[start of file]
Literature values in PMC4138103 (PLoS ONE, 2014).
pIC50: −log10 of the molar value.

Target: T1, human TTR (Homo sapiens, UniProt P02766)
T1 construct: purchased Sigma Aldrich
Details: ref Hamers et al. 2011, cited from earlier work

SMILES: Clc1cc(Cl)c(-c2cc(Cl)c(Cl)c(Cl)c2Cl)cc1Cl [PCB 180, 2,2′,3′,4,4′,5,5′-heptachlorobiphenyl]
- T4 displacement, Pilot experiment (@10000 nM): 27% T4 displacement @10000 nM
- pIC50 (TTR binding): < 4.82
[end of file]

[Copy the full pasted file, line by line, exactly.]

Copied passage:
Literature values in PMC4138103 (PLoS ONE, 2014).
pIC50: −log10 of the molar value.

Target: T1, human TTR (Homo sapiens, UniProt P02766)
T1 construct: purchased Sigma Aldrich
Details: ref Hamers et al. 2011, cited from earlier work

SMILES: Clc1cc(Cl)c(-c2cc(Cl)c(Cl)c(Cl)c2Cl)cc1Cl [PCB 180, 2,2′,3′,4,4′,5,5′-heptachlorobiphenyl]
- T4 displacement, Pilot experiment (@10000 nM): 27% T4 displacement @10000 nM
- pIC50 (TTR binding): < 4.82